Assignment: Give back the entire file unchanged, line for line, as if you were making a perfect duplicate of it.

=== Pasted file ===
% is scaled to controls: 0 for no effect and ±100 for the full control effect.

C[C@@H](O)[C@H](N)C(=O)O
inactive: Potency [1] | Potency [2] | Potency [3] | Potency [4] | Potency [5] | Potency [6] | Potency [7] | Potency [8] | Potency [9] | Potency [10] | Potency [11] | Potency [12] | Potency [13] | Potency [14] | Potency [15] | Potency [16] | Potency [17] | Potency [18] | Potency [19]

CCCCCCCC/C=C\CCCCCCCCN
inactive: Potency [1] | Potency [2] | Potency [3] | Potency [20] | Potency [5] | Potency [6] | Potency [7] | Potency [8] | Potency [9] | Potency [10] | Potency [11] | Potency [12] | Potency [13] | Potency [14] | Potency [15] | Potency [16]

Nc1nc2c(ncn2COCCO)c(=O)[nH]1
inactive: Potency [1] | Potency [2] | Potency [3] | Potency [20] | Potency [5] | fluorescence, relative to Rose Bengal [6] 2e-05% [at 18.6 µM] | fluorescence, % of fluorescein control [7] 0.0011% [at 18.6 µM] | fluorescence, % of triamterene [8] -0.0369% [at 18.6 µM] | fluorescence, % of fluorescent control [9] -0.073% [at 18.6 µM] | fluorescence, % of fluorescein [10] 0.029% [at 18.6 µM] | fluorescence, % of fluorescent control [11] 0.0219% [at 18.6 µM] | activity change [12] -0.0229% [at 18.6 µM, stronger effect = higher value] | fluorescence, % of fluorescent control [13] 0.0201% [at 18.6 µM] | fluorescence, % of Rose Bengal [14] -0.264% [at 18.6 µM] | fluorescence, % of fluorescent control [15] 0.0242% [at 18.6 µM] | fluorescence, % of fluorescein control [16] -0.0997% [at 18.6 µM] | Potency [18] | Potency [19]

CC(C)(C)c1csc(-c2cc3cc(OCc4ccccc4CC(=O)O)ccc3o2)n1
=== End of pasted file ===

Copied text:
% is scaled to controls: 0 for no effect and ±100 for the full control effect.

C[C@@H](O)[C@H](N)C(=O)O
inactive: Potency [1] | Potency [2] | Potency [3] | Potency [4] | Potency [5] | Potency [6] | Potency [7] | Potency [8] | Potency [9] | Potency [10] | Potency [11] | Potency [12] | Potency [13] | Potency [14] | Potency [15] | Potency [16] | Potency [17] | Potency [18] | Potency [19]

CCCCCCCC/C=C\CCCCCCCCN
inactive: Potency [1] | Potency [2] | Potency [3] | Potency [20] | Potency [5] | Potency [6] | Potency [7] | Potency [8] | Potency [9] | Potency [10] | Potency [11] | Potency [12] | Potency [13] | Potency [14] | Potency [15] | Potency [16]

Nc1nc2c(ncn2COCCO)c(=O)[nH]1
inactive: Potency [1] | Potency [2] | Potency [3] | Potency [20] | Potency [5] | fluorescence, relative to Rose Bengal [6] 2e-05% [at 18.6 µM] | fluorescence, % of fluorescein control [7] 0.0011% [at 18.6 µM] | fluorescence, % of triamterene [8] -0.0369% [at 18.6 µM] | fluorescence, % of fluorescent control [9] -0.073% [at 18.6 µM] | fluorescence, % of fluorescein [10] 0.029% [at 18.6 µM] | fluorescence, % of fluorescent control [11] 0.0219% [at 18.6 µM] | activity change [12] -0.0229% [at 18.6 µM, stronger effect = higher value] | fluorescence, % of fluorescent control [13] 0.0201% [at 18.6 µM] | fluorescence, % of Rose Bengal [14] -0.264% [at 18.6 µM] | fluorescence, % of fluorescent control [15] 0.0242% [at 18.6 µM] | fluorescence, % of fluorescein control [16] -0.0997% [at 18.6 µM] | Potency [18] | Potency [19]

CC(C)(C)c1csc(-c2cc3cc(OCc4ccccc4CC(=O)O)ccc3o2)n1